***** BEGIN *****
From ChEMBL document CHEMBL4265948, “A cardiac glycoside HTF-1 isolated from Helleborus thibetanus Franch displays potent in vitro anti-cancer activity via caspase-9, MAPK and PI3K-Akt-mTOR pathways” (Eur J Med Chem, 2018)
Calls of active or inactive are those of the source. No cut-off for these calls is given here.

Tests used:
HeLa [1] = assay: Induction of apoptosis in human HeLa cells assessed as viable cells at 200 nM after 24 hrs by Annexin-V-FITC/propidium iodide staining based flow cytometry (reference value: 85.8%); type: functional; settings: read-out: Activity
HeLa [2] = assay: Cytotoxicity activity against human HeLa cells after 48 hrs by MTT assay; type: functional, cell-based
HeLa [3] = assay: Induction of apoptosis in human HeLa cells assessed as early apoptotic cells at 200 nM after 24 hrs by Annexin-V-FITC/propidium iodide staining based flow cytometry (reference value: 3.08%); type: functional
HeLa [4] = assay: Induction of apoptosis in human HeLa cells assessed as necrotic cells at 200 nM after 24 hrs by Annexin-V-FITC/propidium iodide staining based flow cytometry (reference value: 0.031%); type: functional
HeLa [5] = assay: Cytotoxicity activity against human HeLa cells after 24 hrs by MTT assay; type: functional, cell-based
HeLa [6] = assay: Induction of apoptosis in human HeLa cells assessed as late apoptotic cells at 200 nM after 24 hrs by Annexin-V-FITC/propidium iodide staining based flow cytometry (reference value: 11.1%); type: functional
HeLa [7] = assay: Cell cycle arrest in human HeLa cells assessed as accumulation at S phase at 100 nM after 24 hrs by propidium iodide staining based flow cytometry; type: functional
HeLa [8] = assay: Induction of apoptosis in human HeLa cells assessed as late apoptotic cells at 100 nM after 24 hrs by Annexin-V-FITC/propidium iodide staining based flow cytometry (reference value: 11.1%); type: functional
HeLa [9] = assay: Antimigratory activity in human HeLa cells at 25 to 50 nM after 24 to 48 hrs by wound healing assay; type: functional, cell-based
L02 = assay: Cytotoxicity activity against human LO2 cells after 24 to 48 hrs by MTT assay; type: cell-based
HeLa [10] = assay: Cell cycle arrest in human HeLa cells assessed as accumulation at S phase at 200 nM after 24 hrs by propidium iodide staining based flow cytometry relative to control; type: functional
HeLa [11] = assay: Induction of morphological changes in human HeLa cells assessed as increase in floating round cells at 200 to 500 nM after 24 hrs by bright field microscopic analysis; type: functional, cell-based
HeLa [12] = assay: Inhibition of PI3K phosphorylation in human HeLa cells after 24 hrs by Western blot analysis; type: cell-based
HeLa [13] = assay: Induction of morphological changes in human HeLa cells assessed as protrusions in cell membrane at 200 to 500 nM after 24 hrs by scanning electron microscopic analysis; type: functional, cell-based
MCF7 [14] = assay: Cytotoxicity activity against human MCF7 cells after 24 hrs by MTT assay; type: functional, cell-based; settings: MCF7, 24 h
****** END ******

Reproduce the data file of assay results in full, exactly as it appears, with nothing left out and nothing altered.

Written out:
From ChEMBL document CHEMBL4265948, “A cardiac glycoside HTF-1 isolated from Helleborus thibetanus Franch displays potent in vitro anti-cancer activity via caspase-9, MAPK and PI3K-Akt-mTOR pathways” (Eur J Med Chem, 2018)
Calls of active or inactive are those of the source. No cut-off for these calls is given here.

Tests used:
HeLa [1] = assay: Induction of apoptosis in human HeLa cells assessed as viable cells at 200 nM after 24 hrs by Annexin-V-FITC/propidium iodide staining based flow cytometry (reference value: 85.8%); type: functional; settings: read-out: Activity
HeLa [2] = assay: Cytotoxicity activity against human HeLa cells after 48 hrs by MTT assay; type: functional, cell-based
HeLa [3] = assay: Induction of apoptosis in human HeLa cells assessed as early apoptotic cells at 200 nM after 24 hrs by Annexin-V-FITC/propidium iodide staining based flow cytometry (reference value: 3.08%); type: functional
HeLa [4] = assay: Induction of apoptosis in human HeLa cells assessed as necrotic cells at 200 nM after 24 hrs by Annexin-V-FITC/propidium iodide staining based flow cytometry (reference value: 0.031%); type: functional
HeLa [5] = assay: Cytotoxicity activity against human HeLa cells after 24 hrs by MTT assay; type: functional, cell-based
HeLa [6] = assay: Induction of apoptosis in human HeLa cells assessed as late apoptotic cells at 200 nM after 24 hrs by Annexin-V-FITC/propidium iodide staining based flow cytometry (reference value: 11.1%); type: functional
HeLa [7] = assay: Cell cycle arrest in human HeLa cells assessed as accumulation at S phase at 100 nM after 24 hrs by propidium iodide staining based flow cytometry; type: functional
HeLa [8] = assay: Induction of apoptosis in human HeLa cells assessed as late apoptotic cells at 100 nM after 24 hrs by Annexin-V-FITC/propidium iodide staining based flow cytometry (reference value: 11.1%); type: functional
HeLa [9] = assay: Antimigratory activity in human HeLa cells at 25 to 50 nM after 24 to 48 hrs by wound healing assay; type: functional, cell-based
L02 = assay: Cytotoxicity activity against human LO2 cells after 24 to 48 hrs by MTT assay; type: cell-based
HeLa [10] = assay: Cell cycle arrest in human HeLa cells assessed as accumulation at S phase at 200 nM after 24 hrs by propidium iodide staining based flow cytometry relative to control; type: functional
HeLa [11] = assay: Induction of morphological changes in human HeLa cells assessed as increase in floating round cells at 200 to 500 nM after 24 hrs by bright field microscopic analysis; type: functional, cell-based
HeLa [12] = assay: Inhibition of PI3K phosphorylation in human HeLa cells after 24 hrs by Western blot analysis; type: cell-based
HeLa [13] = assay: Induction of morphological changes in human HeLa cells assessed as protrusions in cell membrane at 200 to 500 nM after 24 hrs by scanning electron microscopic analysis; type: functional, cell-based
MCF7 [14] = assay: Cytotoxicity activity against human MCF7 cells after 24 hrs by MTT assay; type: functional, cell-based; settings: MCF7, 24 h